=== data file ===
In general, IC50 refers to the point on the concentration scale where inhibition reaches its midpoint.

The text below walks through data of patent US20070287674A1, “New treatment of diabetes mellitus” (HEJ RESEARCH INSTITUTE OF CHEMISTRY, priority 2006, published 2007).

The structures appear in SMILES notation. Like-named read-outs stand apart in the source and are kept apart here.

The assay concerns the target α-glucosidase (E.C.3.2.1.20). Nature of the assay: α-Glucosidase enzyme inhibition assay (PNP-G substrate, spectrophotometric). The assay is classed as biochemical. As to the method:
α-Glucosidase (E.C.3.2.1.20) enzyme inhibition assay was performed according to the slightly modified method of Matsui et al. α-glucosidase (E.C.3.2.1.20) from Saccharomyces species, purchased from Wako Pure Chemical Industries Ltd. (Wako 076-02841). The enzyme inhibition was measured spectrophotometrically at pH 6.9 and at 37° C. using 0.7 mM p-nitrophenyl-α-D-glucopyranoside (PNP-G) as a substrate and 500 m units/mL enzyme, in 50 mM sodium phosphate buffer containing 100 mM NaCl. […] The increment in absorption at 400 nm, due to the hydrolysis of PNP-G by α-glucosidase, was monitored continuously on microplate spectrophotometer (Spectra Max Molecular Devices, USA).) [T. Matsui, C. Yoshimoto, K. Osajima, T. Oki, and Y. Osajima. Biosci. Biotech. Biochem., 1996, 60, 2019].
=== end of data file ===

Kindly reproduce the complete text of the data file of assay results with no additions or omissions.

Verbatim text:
In general, IC50 refers to the point on the concentration scale where inhibition reaches its midpoint.

The text below walks through data of patent US20070287674A1, “New treatment of diabetes mellitus” (HEJ RESEARCH INSTITUTE OF CHEMISTRY, priority 2006, published 2007).

The structures appear in SMILES notation. Like-named read-outs stand apart in the source and are kept apart here.

The assay concerns the target α-glucosidase (E.C.3.2.1.20). Nature of the assay: α-Glucosidase enzyme inhibition assay (PNP-G substrate, spectrophotometric). The assay is classed as biochemical. As to the method:
α-Glucosidase (E.C.3.2.1.20) enzyme inhibition assay was performed according to the slightly modified method of Matsui et al. α-glucosidase (E.C.3.2.1.20) from Saccharomyces species, purchased from Wako Pure Chemical Industries Ltd. (Wako 076-02841). The enzyme inhibition was measured spectrophotometrically at pH 6.9 and at 37° C. using 0.7 mM p-nitrophenyl-α-D-glucopyranoside (PNP-G) as a substrate and 500 m units/mL enzyme, in 50 mM sodium phosphate buffer containing 100 mM NaCl. […] The increment in absorption at 400 nm, due to the hydrolysis of PNP-G by α-glucosidase, was monitored continuously on microplate spectrophotometer (Spectra Max Molecular Devices, USA).) [T. Matsui, C. Yoshimoto, K. Osajima, T. Oki, and Y. Osajima. Biosci. Biotech. Biochem., 1996, 60, 2019].